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When I asked Daria to describe herself, she got right to the point "Married withpigs," she said. A lot of parents might proffer that same derogatory portrayal of theirchildren. Kids are notorious for bedrooms that look like 'pigsties." Kids canbe 'pigheaded" - obstinate. 'Piggish" - dirty or selfish. But Daria wasn’t referring to herchildren. She has none. She was referring to her pigs. She has five of them. Vietnamesepot belly pigs, each weighing anywhere from 180 to 250 pounds.

In the '80's and early '90's there was a fad for pet pigs. 'I saw one and thought it was the cutest thing I'd ever seen," Daria recalls. She bought her first pig in'92 and inexplicably named it “Weegoo."

Weegoo weighs several hundred pounds today. But as a piglet she would come into bed and cuddle. 'It was great if you got to cuddle against her back," Daria says. Of course if you were pressed against her hoof side, she wasn’t so cuddly. "And,” Daria goes on, "her snout is wonderful. Hard as a rock. A big muscle made for digging. Just a remarkable nose. Great to kiss and rub on."

Daria has never succumbed to misconceptions about her pigs. She likes them for what they are. It is the misconceptions of others that have led to her gathering of pigs.

“People bought these little five or ten pound piglets from deceptive breeders," she explained. A piglet like a puppy is adorable. Foolishly, a lot of people thought they would stay small forever. They don’t. Many “fad" pig owners became desperate to rid themselves of a their no longer cute, tiny piglets. Daria found friends who shared her liking for the animal. One runs a pot belly “Pig rescue" in Ojai. She couldn’tt help bringing several of these "rescued" animals back to her home to Old Agoura.

“Weegoo," her original pet, is all black, with a pink snout and white hooves. ”Gocho" is a black and white spotted pig. "Maybelline" is all white with black eyeliner. "She's a very glamorous pig. I have to put sunblock on her in summer." “Tinkerbell" is all black and her biggest at 250 pounds. And 'Tony" is white and gray.

Daria described the character of her pigs to me, and pigs in general. They're very bright. They can open her refrigerator and pantry doors. She has to keep the doors velcroed or latched shut or they would help themselves. Her pigs are housebroken, going in and out through their own 'piggy" door.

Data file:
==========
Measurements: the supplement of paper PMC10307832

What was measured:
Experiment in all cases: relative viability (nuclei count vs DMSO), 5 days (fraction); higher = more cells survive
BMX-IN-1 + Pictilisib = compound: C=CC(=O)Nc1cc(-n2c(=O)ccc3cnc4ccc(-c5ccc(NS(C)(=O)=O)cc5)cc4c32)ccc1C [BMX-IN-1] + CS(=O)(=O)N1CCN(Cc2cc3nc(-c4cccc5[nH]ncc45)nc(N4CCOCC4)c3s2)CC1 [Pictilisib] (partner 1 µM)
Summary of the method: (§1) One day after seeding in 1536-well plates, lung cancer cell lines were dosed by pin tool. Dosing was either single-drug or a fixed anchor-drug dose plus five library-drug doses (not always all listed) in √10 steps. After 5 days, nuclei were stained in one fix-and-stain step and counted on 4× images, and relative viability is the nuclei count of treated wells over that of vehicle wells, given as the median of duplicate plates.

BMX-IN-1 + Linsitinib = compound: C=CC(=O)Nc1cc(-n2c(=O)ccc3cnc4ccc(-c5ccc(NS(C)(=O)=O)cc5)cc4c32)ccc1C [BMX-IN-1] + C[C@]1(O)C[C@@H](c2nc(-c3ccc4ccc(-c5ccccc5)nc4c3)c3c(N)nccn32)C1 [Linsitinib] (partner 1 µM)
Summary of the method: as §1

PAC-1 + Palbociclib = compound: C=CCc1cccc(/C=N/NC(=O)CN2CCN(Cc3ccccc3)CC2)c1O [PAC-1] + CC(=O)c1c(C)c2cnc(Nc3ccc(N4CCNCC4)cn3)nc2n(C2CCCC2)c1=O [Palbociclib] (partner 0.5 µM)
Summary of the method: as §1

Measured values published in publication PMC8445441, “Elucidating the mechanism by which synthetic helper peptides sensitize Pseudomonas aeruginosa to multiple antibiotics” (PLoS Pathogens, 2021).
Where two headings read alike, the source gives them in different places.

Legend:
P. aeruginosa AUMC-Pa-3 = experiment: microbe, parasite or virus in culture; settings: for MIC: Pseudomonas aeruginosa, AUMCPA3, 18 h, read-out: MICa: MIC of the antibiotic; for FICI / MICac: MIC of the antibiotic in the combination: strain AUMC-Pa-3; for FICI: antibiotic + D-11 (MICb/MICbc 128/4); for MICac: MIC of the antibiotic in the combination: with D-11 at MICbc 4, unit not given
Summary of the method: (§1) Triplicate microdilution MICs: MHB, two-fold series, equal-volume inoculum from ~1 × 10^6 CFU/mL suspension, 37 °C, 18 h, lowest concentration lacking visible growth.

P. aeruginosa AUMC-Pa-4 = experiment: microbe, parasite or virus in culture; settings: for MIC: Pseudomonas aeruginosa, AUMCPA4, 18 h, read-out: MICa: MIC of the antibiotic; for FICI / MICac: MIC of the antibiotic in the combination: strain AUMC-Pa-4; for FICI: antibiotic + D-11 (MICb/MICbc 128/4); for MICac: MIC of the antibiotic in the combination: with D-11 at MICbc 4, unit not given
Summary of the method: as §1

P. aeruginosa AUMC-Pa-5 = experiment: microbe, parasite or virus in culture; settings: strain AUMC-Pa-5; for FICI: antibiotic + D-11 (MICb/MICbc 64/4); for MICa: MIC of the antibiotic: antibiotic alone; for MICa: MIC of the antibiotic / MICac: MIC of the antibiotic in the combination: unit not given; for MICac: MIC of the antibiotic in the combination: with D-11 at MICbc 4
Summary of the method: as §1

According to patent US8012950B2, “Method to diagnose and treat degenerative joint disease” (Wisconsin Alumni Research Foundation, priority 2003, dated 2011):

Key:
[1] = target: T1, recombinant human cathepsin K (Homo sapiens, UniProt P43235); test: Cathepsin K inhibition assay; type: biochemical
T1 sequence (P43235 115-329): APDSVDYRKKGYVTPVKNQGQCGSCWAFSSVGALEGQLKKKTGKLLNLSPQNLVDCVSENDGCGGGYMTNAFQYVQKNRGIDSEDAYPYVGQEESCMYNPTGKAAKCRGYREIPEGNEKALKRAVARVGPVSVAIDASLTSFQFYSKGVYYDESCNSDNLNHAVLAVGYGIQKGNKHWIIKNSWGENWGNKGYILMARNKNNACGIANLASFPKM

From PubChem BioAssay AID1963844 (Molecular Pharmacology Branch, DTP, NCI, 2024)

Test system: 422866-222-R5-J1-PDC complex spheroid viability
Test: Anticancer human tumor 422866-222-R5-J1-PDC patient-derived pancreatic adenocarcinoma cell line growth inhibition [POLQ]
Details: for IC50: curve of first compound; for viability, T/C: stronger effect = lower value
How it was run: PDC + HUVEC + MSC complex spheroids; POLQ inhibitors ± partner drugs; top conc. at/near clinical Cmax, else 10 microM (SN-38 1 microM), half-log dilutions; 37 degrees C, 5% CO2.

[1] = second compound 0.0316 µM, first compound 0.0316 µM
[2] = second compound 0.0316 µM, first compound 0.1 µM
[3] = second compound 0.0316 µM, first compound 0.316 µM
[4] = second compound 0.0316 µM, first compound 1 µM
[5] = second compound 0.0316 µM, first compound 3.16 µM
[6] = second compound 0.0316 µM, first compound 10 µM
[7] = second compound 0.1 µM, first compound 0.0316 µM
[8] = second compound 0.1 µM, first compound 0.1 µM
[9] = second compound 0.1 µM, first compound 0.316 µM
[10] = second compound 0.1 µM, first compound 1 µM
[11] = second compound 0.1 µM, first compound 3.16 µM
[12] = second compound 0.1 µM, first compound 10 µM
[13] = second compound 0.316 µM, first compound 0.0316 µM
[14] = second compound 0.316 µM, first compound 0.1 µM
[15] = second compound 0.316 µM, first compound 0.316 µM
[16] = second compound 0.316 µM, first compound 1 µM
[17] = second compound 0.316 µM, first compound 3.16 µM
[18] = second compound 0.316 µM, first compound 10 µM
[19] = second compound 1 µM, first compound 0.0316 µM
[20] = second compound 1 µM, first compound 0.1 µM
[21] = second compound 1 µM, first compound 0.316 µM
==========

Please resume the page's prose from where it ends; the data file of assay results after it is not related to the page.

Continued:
'They don't care what you think of them," she says. They're not eager to please you like a dog. They don’t “come" on command.

Generally pigs eat and sleep, and sleep and eat. They do like to “cuddle" but they won't come to you. You have to go to them. They don't roll over. They don't shake hands. They're not protective. They won’t growl or grunt at strangers. They make more of a “moof' sound. They squeal when they're unhappy. It is not easy to walk a pig. "Not unless you offer them lots of treats," Daria says.

"They're lazy and self willed." And, of course, pigs don't fly. They don’t even jump.

So, I believe it is accurate to say that pigs are 'piggish and pigheaded." But Daria loves her pigs. "Some people can appreciate a human being that has selfish qualities," she philosophizes. "I can appreciate a pig. There's just something wonderful about them."

Daria also has a dog, two parrots, and a husband. Her life is not centered on her pig menagerie. She is a nurse practitioner who performs clinical trials of drugs for pharmaceutical companies. She volunteers at the Conejo Free Clinic. And early next year she will be going to India for six weeks to pave the way for a special Program where U.S. eye surgeons will operate to restore the sight of a thousand people in one week.

Pigs have had a lot of bad p.r. We perceive them as fat, selfish, demanding, bristle haired animals. But I think all that will change if they have more benevolent owners like Daria Schneidman.